The Westchester Jewish Council is sponsoring 2016 Night of Music & Joy on Saturday, 11/19, from 7:30pm to 11pm, at the Beth El Synagogue Center, 1324 North Avenue, New Rochelle. The cost is $20pp. Here is a link for registration:
Join Kol Rinah, the Jewish Chorale of Westchester, on Sunday, December 4th, at 4:00 p.m. at the Shames JCC on the Hudson (371 S. Broadway, Tarrytown, NY 10591) for an afternoon of song. They'll be featuring a rousing Chanukah set, and rounding out the program with an eclectic mix of Jewish music from liturgical to contemporary in English, Hebrew, and Yiddish. Discounted tickets are now available at www.kolrinahchorale.org. At the door: GA $22; Students/Seniors, $18.
Why Be a WCHJ Member?
By being a member of the Westchester Community for Humanistic Judaism, one participates in a Community which has a common interest in being with like-minded people,
whose goal is to promote continuation and celebration of Jewish history, ethics and ideals within the framework of Humanism in a consistent and committed
fashion while developing ongoing relationships with other members. Membership dues ensure that that these values will be continued by ongoing and
consistent programs of Jewish themes (music, theater, discussions, study groups, etc.) as well as observance of the major Jewish holidays; support of
our Jewish school; and allow for effective publicity so that our congregation may grow. Basically, payment of membership dues indicates commitment to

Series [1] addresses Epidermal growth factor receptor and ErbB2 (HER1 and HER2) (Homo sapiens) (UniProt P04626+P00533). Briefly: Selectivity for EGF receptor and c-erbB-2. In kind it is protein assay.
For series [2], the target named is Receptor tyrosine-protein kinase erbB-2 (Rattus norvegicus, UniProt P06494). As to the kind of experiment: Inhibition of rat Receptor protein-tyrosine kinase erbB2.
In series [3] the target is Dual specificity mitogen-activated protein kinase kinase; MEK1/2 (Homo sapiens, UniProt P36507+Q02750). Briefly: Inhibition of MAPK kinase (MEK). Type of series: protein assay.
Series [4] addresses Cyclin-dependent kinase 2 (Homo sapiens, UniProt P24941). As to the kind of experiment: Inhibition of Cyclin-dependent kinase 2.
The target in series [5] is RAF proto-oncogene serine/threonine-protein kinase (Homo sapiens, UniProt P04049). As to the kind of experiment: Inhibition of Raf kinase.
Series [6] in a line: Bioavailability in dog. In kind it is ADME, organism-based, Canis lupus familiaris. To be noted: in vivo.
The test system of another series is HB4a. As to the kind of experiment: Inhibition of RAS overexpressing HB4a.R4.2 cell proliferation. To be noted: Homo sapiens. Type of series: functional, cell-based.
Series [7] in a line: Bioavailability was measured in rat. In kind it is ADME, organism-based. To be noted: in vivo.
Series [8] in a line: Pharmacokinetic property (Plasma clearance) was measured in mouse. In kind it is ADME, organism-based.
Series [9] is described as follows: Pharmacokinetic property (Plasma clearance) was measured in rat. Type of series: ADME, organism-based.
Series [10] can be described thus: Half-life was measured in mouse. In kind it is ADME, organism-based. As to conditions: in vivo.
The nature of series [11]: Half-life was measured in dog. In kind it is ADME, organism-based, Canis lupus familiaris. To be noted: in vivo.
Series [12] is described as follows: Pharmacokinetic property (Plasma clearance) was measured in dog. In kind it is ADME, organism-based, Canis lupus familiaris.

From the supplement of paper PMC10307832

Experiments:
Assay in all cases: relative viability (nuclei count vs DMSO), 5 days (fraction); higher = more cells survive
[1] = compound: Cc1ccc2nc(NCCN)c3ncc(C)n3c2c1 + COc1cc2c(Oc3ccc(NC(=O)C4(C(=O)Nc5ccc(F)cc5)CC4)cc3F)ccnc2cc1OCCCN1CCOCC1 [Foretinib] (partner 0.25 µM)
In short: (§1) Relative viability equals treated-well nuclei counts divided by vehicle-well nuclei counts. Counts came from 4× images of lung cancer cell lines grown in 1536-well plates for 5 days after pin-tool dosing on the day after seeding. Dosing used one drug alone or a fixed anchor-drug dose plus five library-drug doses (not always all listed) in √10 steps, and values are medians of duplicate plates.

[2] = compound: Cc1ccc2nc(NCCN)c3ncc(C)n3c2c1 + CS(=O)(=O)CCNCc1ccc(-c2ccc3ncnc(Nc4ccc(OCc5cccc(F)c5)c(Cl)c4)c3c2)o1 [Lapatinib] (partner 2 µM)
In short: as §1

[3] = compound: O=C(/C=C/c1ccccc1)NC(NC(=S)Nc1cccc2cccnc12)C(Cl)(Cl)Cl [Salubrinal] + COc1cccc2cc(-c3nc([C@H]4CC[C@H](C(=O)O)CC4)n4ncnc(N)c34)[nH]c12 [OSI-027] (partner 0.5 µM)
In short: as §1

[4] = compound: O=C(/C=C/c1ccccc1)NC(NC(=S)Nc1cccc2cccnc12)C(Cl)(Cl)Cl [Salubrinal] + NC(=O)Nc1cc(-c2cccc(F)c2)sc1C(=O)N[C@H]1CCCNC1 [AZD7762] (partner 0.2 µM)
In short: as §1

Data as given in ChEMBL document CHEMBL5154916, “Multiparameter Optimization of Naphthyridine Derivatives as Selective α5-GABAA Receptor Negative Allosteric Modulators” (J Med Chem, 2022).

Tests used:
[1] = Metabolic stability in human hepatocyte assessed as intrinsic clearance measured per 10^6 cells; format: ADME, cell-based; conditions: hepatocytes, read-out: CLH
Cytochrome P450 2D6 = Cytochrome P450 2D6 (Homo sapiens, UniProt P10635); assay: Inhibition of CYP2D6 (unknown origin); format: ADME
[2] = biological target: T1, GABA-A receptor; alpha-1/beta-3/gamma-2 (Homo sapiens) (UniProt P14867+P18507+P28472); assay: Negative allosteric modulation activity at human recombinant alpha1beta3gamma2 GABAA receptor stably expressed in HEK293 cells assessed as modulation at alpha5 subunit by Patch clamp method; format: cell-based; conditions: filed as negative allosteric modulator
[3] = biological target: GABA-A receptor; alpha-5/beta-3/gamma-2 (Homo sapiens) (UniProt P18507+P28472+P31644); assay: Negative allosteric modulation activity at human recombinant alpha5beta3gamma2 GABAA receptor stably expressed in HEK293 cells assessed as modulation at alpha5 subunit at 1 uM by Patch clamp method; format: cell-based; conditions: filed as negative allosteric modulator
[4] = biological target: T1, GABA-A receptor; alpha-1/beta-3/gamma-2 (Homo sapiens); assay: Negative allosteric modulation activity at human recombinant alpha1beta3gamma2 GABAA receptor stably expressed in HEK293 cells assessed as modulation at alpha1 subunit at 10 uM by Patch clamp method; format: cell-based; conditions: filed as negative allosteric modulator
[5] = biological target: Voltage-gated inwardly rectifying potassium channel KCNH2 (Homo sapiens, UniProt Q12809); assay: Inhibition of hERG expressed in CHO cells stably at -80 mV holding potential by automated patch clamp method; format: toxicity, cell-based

our organization and provides support for our existence.
The Westchester Community for Humanistic Judaism offers a non-theistic alternative in contemporary Jewish life. It is affiliated with the
Society for Humanistic Judaism, which was established by Rabbi Sherwin T. Wine
in 1963 in Detroit, Michigan, and has grown into a worldwide movement. Humanistic Judaism embraces a human-centered philosophy that combines the celebration of Jewish culture and identity with an adherence to humanistic values and ideas. Humanistic Jews value their Jewish identity and the aspects of Jewish culture that offer a genuine expression of their contemporary way of life. Humanistic Jewish communities celebrate Jewish holidays and life cycle events (such as weddings and bar and bat mitzvah) with inspirational ceremonies that draw upon but go beyond traditional literature.